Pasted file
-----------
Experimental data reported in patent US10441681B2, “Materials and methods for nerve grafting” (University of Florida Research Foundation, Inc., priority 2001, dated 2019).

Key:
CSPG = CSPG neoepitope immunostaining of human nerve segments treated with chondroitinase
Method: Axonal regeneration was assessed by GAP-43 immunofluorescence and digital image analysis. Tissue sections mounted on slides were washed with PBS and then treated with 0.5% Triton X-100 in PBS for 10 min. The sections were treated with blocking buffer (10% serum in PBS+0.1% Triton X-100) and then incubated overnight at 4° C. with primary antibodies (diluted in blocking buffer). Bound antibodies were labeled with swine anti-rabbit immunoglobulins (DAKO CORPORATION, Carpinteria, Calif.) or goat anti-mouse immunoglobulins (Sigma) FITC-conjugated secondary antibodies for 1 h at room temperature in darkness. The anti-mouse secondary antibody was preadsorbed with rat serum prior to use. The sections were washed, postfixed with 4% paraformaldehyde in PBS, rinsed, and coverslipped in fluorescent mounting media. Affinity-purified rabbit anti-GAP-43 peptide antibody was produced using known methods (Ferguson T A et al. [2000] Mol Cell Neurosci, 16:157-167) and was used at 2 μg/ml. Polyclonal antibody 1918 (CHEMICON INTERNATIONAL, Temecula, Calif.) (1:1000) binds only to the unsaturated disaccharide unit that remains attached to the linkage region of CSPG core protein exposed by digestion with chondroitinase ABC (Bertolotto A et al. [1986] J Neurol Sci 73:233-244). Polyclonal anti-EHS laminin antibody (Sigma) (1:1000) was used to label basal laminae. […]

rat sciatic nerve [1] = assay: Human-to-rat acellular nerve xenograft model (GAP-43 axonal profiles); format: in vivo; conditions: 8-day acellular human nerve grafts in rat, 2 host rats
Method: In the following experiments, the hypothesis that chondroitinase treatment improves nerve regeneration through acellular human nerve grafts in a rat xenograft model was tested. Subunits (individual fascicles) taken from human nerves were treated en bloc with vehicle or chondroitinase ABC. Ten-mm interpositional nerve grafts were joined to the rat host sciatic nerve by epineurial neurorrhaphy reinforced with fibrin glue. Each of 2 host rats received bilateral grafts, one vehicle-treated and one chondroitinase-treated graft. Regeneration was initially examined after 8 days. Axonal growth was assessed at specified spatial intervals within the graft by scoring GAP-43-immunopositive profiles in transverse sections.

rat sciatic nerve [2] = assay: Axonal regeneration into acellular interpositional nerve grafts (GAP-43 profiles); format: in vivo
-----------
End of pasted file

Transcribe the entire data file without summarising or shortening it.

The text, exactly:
Experimental data reported in patent US10441681B2, “Materials and methods for nerve grafting” (University of Florida Research Foundation, Inc., priority 2001, dated 2019).

Key:
CSPG = CSPG neoepitope immunostaining of human nerve segments treated with chondroitinase
Method: Axonal regeneration was assessed by GAP-43 immunofluorescence and digital image analysis. Tissue sections mounted on slides were washed with PBS and then treated with 0.5% Triton X-100 in PBS for 10 min. The sections were treated with blocking buffer (10% serum in PBS+0.1% Triton X-100) and then incubated overnight at 4° C. with primary antibodies (diluted in blocking buffer). Bound antibodies were labeled with swine anti-rabbit immunoglobulins (DAKO CORPORATION, Carpinteria, Calif.) or goat anti-mouse immunoglobulins (Sigma) FITC-conjugated secondary antibodies for 1 h at room temperature in darkness. The anti-mouse secondary antibody was preadsorbed with rat serum prior to use. The sections were washed, postfixed with 4% paraformaldehyde in PBS, rinsed, and coverslipped in fluorescent mounting media. Affinity-purified rabbit anti-GAP-43 peptide antibody was produced using known methods (Ferguson T A et al. [2000] Mol Cell Neurosci, 16:157-167) and was used at 2 μg/ml. Polyclonal antibody 1918 (CHEMICON INTERNATIONAL, Temecula, Calif.) (1:1000) binds only to the unsaturated disaccharide unit that remains attached to the linkage region of CSPG core protein exposed by digestion with chondroitinase ABC (Bertolotto A et al. [1986] J Neurol Sci 73:233-244). Polyclonal anti-EHS laminin antibody (Sigma) (1:1000) was used to label basal laminae. […]

rat sciatic nerve [1] = assay: Human-to-rat acellular nerve xenograft model (GAP-43 axonal profiles); format: in vivo; conditions: 8-day acellular human nerve grafts in rat, 2 host rats
Method: In the following experiments, the hypothesis that chondroitinase treatment improves nerve regeneration through acellular human nerve grafts in a rat xenograft model was tested. Subunits (individual fascicles) taken from human nerves were treated en bloc with vehicle or chondroitinase ABC. Ten-mm interpositional nerve grafts were joined to the rat host sciatic nerve by epineurial neurorrhaphy reinforced with fibrin glue. Each of 2 host rats received bilateral grafts, one vehicle-treated and one chondroitinase-treated graft. Regeneration was initially examined after 8 days. Axonal growth was assessed at specified spatial intervals within the graft by scoring GAP-43-immunopositive profiles in transverse sections.

rat sciatic nerve [2] = assay: Axonal regeneration into acellular interpositional nerve grafts (GAP-43 profiles); format: in vivo